My research broadly focuses on the usage of electronic health records for public health scientific discovery, development of novel statistical techniques, and genomic science.
Electronic health records are composed of a rich variety of data types which are collected routinely as part of clinical care. These data types, coupled with temporal information allow us to study in detail how disease risk changes over time.
Using EHR to study disease allows definitions of outcomes that would previously have been difficult to ascertain. Furthermore, with the advent of large human genomic databases such as the All of Us Research program in the United States and the UK Biobank, genomic data coupled with EHR provides a powerful data source for scientific discovery.
Public Health Discovery Using Biobanks
A central source of data in my research involves federated national biobanks such as the All of Us Research Program in the United States. This particular data source pools together electronic health records from contributing health systems from over 300 sites with the stated goal of amassing a dataset of over a million participants to further precision medicine. This dataset comprises data from EHR, wearables, surveys, and genetic information to provide researchers with multifaceted data for discovery. Pertaining to this work, I am affiliated with the Precision Health Informatics Section at the National Institutes of Health as a special volunteer.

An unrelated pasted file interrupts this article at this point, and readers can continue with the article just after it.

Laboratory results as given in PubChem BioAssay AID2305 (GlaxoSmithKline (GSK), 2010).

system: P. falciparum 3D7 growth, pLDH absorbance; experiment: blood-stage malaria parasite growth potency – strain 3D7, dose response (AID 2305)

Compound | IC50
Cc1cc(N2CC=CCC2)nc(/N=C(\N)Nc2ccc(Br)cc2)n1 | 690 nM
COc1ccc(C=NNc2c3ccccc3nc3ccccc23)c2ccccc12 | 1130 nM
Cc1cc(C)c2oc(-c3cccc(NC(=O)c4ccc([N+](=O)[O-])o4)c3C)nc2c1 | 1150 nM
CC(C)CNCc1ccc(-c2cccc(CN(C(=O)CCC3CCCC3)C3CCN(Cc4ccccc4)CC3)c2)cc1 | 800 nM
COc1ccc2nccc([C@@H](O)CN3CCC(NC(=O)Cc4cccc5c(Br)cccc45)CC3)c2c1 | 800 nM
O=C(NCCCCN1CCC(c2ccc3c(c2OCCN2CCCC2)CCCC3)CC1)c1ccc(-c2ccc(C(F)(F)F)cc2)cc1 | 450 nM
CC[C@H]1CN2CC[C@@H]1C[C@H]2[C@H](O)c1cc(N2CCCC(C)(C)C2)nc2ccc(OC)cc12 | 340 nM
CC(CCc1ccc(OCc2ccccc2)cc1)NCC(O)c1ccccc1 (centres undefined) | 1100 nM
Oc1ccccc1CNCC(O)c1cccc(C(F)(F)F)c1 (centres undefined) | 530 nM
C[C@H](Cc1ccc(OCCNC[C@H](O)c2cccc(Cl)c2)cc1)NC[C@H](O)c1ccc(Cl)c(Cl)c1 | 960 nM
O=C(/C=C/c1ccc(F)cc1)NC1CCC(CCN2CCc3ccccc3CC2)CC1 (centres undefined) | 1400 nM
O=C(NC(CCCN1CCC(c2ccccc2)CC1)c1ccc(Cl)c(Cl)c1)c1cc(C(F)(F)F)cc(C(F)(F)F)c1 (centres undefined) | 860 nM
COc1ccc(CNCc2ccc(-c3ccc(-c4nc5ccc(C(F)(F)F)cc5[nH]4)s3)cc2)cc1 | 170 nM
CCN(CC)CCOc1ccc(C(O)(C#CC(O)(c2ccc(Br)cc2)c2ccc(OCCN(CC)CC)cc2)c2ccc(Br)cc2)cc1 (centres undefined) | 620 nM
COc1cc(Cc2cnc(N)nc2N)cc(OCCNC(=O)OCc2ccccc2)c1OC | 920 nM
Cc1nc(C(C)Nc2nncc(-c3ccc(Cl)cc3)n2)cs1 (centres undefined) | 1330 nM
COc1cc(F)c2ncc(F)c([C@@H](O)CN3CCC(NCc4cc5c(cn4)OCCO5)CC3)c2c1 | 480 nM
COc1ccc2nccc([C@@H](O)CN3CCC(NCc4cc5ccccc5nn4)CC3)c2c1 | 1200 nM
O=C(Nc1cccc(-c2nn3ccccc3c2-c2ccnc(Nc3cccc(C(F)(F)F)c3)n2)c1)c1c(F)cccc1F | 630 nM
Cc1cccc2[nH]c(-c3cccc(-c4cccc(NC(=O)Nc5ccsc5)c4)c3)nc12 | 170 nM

Development of Novel Statistical Methodology
Risk of disease changes over time and as a function of independent factors such as demographic factors, lifestyle, genetics, and environment. A key component of my research involves development of time-to-event (a.k.a. survival analysis models) to model risk of disease over time.
Genetics comprise the blueprint of human life and often play a key role in the development of disease. Using whole-genome sequencing, my research involves the discovery of genetic markers and associations with diseases such as endometriosis and uterine fibroids.
Health Disparities Research
As defined by the US CDC, health disparities are inequitable differences in healthcare which are "directly related to the historical and current unequal distribution of social, political, economic, and environmental resources". Disparities in healthcare exacerbate disease and put an unequal burden of disease under-represented minorities. A focus of my research involves studying how clinical outcomes differ among traditionally under-represented populations.
For a full list of my publications, please see my CV above as well as my Google Scholar page.
HLTB30 Current Issues in Health, University of Toronto
HLTC27 Community Health and Epidemiology, University of Toronto
Outside of work, I enjoy running, listening to heavy metal, and
playing Magic the Gathering.
I am married to Dr. Shohini Bhattasali.